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Obesity Deadlier in Men with COVID-19 Than Women

photo of covid 19 virus

May 10, 2021 – Men with obesity are more likely to have severe cases of COVID-19 than women, with increased rates of death, the largest study to date exploring the impact of obesity between the sexes on COVID-19 has found.

Men with a body mass index greater than 35, and women with a BMI of 40 or more, were significantly more likely to die in a hospital from COVID-19 than patients with a ‘normal’ BMI of 18.5-24.9

“Particular attention should be paid in protecting the population living with severe obesity from SARS-CoV-2 with priority to vaccination access, remote work, telemedicine, and other measures,” write Arcelia Guerson-Gil, MD, the of University Hospital for the Albert Einstein College of Medicine in New York, and colleagues.

And “patients with severe obesity diagnosed with COVID-19 should be treated with particular attention given the high risk for worse outcomes,” they stress.

The study is published in the May 6 edition of the European Journal of Clinical Microbiology & Infectious Diseases.

Level of Obesity Tied Poor COVID-19 Outcomes

Other studies have shown an association between worse overall outcomes with COVID-19 and patients who are male, older, and those who a number of underlying conditions, including obesity. Obesity alone, has been shown to be an independent risk factor for hospitalization, severe disease, and death in patients with COVID-19.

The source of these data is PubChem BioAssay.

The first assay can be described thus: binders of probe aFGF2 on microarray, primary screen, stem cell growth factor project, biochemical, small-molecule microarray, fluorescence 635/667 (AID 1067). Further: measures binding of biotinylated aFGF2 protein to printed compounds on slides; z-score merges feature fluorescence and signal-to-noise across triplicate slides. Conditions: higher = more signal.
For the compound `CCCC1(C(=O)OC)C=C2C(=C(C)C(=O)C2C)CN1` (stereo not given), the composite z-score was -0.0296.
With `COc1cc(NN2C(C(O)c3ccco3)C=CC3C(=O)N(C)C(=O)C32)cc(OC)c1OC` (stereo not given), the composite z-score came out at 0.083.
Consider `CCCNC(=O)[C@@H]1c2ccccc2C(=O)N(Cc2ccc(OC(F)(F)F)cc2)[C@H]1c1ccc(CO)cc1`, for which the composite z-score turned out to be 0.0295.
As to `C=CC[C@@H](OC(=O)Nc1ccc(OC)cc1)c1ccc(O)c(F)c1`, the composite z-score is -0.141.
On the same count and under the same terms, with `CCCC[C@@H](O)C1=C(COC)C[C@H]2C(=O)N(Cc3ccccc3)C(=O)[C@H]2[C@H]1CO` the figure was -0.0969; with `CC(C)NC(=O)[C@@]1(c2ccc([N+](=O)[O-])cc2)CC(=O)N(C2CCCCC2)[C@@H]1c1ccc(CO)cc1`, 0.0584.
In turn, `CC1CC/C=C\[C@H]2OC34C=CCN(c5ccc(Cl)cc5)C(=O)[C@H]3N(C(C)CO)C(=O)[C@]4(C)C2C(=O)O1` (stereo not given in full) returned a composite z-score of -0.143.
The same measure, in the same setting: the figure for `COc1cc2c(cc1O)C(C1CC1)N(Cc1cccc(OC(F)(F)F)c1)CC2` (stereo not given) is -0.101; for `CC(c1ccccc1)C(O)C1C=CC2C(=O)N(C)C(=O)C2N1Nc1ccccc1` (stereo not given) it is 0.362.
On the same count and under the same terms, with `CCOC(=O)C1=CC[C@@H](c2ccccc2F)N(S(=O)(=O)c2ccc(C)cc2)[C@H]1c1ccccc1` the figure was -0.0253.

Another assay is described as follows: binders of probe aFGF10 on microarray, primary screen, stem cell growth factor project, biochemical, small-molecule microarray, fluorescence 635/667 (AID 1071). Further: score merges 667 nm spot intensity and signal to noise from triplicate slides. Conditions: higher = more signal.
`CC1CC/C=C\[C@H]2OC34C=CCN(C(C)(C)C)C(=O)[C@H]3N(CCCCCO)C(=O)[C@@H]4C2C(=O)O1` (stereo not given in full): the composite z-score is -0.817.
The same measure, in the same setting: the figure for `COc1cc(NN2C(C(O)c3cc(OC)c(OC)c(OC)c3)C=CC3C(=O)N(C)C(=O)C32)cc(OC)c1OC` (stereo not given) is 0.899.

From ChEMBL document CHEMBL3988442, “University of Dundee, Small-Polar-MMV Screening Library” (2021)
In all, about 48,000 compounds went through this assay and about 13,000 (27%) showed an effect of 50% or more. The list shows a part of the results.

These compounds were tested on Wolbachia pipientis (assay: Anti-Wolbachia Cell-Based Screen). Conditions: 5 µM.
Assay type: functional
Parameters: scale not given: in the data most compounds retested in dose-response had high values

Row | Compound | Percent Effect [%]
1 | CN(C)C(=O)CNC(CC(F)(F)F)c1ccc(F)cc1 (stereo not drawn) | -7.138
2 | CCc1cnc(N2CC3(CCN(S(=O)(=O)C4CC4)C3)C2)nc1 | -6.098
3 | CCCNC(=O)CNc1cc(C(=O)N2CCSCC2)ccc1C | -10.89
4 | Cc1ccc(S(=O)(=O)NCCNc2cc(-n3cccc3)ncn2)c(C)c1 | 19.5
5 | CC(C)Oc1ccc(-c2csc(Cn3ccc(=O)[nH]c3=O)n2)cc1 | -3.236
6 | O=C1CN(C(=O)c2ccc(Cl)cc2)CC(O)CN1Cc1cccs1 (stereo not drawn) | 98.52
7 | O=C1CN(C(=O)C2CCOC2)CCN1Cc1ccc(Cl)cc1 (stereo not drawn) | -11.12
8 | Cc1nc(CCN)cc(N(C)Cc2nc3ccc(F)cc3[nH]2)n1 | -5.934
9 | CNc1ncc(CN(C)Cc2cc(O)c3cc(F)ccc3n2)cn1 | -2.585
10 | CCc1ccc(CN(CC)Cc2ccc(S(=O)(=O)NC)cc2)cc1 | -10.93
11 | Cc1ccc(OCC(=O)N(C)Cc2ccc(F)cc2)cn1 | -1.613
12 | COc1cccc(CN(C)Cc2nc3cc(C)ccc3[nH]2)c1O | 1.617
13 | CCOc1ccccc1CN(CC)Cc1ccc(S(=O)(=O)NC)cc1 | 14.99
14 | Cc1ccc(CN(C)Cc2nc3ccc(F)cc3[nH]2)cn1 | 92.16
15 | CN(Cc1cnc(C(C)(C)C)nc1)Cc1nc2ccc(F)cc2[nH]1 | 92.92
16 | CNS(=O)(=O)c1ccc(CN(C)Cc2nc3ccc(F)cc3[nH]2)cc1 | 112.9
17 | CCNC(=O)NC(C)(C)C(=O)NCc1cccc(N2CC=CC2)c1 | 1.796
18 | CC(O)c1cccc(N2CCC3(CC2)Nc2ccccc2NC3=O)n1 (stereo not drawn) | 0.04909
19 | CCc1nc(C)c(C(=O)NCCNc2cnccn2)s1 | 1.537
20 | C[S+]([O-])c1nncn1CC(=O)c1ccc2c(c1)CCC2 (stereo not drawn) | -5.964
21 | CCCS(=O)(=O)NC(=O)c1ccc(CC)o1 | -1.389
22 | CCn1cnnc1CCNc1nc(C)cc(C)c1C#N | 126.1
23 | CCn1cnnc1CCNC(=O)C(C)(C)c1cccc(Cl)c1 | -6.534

But the question remains as to whether all classes of obesity are prone to worse outcomes in COVID-19 or whether this is specific to severe obesity alone.

As a primary outcome, the researchers asked which classes of obesity are associated with higher rates of death, and whether this is linked to patients’ sex.

The study of patients admitted to hospital between March and May 2020 (some in intensive care) with COVID-19 included 3,530 patients, 1,579 of whom were women and all of whom were over the age of 18.

Patients were classified into six groups according to BMI: 896 patients had a BMI of less than 25, 1,162 had a BMI of 25 to 29, 809 had a BMI of 30 to 34 (class I obesity), and 663 had a BMI of 35 or higher (class II and III obesity).

Links were explored between these groups and rates of death, the need for artificial breathing techniques and the development of severe pneumonia.

Men Drove the Association with In-Hospital Death

The odds for in-hospital death were higher for men of a given BMI than women even after adjusting for other factors, including but not limited to age, high blood pressure, diabetes, heart disease, and chronic kidney disease.

Sex-Based Analysis for the Risk of Death


Women (odds ratio)

Men (odds ratio)

Less than 18.5












Over 40



Higher levels of obesity men and severe obesity in women were found to carry higher risk of death in patients with COVID-19.

Also, underweight patients, those with a BMI less than 18.5 -- were also found to have an increased risk of death.

Is it Down to Differing Body Shapes Between Women and Men?

The researchers say men and women differ in the way that their fat tissue is distributed and that this “might help explain the disproportionate impact of severe obesity in … men compared to women.”

They caution also that the study design does not allow for conclusions about cause and effect, and that the rapidly changing management of patients with COVID-19 during the first wave of the pandemic might have affected the results.

Further studies are needed to confirm the findings and pilot clinical trials would be useful to assess whether drugs may improve outcomes.

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